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Florilegium, Wigmore Hall

During this exploration of music from the Austro-German Baroque, Florilegium were joined by the baritone Roderick Williams in a programme of music which placed the music and career of J.S. Bach in the context of three older contemporaries: Franz Tunder (1614-67), Dietrich Buxtehude (1637-1701) and Heinrich Biber (1644-1704). The work of these three composers may be less familiar to listeners, but Florilegium revealed the musical sophistication - under the increasing influence of the Italian style - and emotional range of this music which was composed during the second half of the seventeenth century.

Leoncavallo: Zazà - Opera Rara

Charismatic charm, vivacious insouciance, fervent passion, dejected self-pity, blazing anger and stoic selflessness: Zazà - a chanteuse raised from the backstreets to the bright lights - is a walking compendium of emotions. Ruggero Leoncavallo’s eponymous opera lives by its heroine. Tackling this exhausting, and perilous, role at the Barbican Hall, The soprano Ermonela Jaho gave an absolutely fabulous performance, her range, warmth and total commitment ensuring that the hooker’s heart of gold shone winningly.

L'ospedale - an anonymous opera rediscovered

‘Stay away from doctors; they are bad for your health.’ This seems to be the central message of L’Ospedale - a one-hour opera by an unknown seventeenth-century composer, with a libretto by Antonio Abati which presents a satirical critique of the medical profession of the day and those who had the misfortune to need curative treatment for their physical and mental ills.

Šimon Voseček : Beidermann and the Arsonists

‘In these times of heightened security … we are listening, watching …’

René Pape, Joseph Calleja, Kristine Opolais, Boito Mefistofele, Munich

Arrigo Boito Mefistofele was broadcast livestream from the Bayerische Staatsoper in Munich last night. What a spectacle !

Calixto Bieito’s The Force of Destiny

The monochrome palette of Picasso’s Guernica and the mural’s anti-war images of suffering dominate Calixto Bieito’s new production of Verdi’s The Force of Destiny for English National Opera.

Morgen und Abend — World Premiere, Royal Opera House

The world premiere of Morgen und Abend by Georg Friedrich Haas at the Royal Opera House, London — so conceptually unique and so unusual that its originality will confound many.

Company XIV Combines Classic and Chic in an Exquisite Cinderella

Company XIV’s production of Cinderella is New York City theater at its finest. With a nod to the court of Louis the XIV and the grandiosity of Lully’s opera theater, Company XIV manages to preserve elements of the French Baroque while remaining totally innovative, and never—in fact, not once for the entire two and a half hour show—falls prey to the predictable. Not one detail is left to chance in this finely manicured yet earthily raw production of Cinderella.

Monteverdi by The Sixteen at Wigmore Hall

This was a concert where immense satisfaction was derived equally from the quality of musicianship displayed and the coherence and resourcefulness of the programme presented. In 1610, Claudio Monteverdi published his Vespro della Beata Vergine for soloists, chorus, and orchestra.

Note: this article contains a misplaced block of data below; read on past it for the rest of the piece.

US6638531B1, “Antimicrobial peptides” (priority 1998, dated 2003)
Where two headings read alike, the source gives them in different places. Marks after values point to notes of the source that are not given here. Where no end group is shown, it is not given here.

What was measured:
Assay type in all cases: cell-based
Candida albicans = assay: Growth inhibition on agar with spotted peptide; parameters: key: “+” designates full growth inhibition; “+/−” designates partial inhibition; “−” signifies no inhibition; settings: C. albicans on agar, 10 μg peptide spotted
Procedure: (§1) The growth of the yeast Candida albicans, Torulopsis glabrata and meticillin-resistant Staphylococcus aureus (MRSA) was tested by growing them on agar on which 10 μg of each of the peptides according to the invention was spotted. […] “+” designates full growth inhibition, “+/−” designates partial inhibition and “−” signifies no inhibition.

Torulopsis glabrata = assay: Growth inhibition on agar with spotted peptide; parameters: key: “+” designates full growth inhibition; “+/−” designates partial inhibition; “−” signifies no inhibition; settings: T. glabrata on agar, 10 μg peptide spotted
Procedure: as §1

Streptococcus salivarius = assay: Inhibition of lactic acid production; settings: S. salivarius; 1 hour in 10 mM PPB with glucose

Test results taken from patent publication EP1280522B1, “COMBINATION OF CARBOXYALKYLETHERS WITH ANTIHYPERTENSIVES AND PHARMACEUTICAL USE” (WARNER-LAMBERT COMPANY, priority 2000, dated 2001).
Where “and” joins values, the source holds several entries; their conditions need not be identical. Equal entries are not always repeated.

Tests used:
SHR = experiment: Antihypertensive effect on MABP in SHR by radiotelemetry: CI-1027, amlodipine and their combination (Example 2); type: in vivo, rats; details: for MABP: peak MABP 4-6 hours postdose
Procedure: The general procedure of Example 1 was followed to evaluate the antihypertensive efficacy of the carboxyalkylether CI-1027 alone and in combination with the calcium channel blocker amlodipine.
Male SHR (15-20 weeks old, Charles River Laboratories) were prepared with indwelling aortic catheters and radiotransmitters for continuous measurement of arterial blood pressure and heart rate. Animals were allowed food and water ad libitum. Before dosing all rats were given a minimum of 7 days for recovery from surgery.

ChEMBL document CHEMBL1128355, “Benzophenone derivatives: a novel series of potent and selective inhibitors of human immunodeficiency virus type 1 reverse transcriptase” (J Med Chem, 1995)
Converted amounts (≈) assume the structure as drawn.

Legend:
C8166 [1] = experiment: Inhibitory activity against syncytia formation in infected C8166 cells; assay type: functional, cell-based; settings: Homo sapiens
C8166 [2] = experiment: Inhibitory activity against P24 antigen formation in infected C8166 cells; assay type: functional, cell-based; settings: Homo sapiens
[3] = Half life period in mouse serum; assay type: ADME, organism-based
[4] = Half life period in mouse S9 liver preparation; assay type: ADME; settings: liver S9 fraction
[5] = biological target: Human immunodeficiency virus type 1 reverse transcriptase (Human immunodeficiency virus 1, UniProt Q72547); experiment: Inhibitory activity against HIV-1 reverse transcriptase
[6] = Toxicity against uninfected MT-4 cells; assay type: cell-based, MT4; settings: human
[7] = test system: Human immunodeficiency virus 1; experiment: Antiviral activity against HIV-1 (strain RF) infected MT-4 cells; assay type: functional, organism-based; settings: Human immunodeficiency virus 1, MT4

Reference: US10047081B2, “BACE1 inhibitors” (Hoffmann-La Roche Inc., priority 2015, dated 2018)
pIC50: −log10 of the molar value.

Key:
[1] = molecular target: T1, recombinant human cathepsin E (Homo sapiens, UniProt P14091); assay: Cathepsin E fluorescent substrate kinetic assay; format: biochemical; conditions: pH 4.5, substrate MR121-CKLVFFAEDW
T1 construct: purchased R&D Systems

Dialogues des Carmélites Revival at Dutch National Opera

If not timeless, Robert Carsen’s production of Francis Poulenc’s Dialogues des Carmélites is highly age-resistant.

Ermanno Wolf-Ferrari: Le donne curiose

Ermanno Wolf-Ferrari was one of the Italian composers of the post-Puccini generation (which included Licinio Refice, Riccardo Zandonai, Umberto Giordano and Franco Leoni) who struggled to prolong the verismo tradition in the early years of the twentieth century.

Moby-Dick Surfaces in the City of Angels

On Saturday evening October 31, 2015, the Nantucket whaling ship Pequod journeyed to Los Angeles Opera and began its sixth voyage in the attempt to kill the elusive whale called Moby-Dick.

Great Scott at the Dallas Opera

Great Scott is a combination of a parody of bel canto opera and an operatic version of All About Eve. Beloved American diva Arden Scott (Joyce DiDonato), has discovered the score to a long-lost opera “Rosa Dolorosa, Figlia di Pompeii” and has become committed to getting the work revived as a vehicle for her. “Rosa Dolorosa” has grand musical moments and a hilariously absurd plot.

Schubert and Debussy at Wigmore Hall

The most recent instalment of the Wigmore Hall’s ambitious series, ‘Schubert: The Complete Songs’, was presented by soprano Lucy Crowe, pianist Malcolm Martineau and harpist Lucy Wakeford.

A Bright and Accomplished Cenerentola at Lyric Opera of Chicago

Gioachino Rossini’s La Cenerentola has returned to Lyric Opera of Chicago in a production new to this venue and one notable for several significant debuts along with roles taken by accomplished, familiar performers.

La Bohème, ENO

Back in 2000, Glyndebourne Touring Opera dragged Puccini’s sentimental tale of suffering bohemian artists into the ‘modern urban age’, when director David McVicar ditched the Parisian garrets and nineteenth-century frock coats in favour of a squalid bedsit in which Rodolfo and painter Marcello shared a line of cocaine under the grim glare of naked light bulbs and the clientele at Café Momus included a couple of gaudily attired transvestites.

Luigi Rossi: Orpheus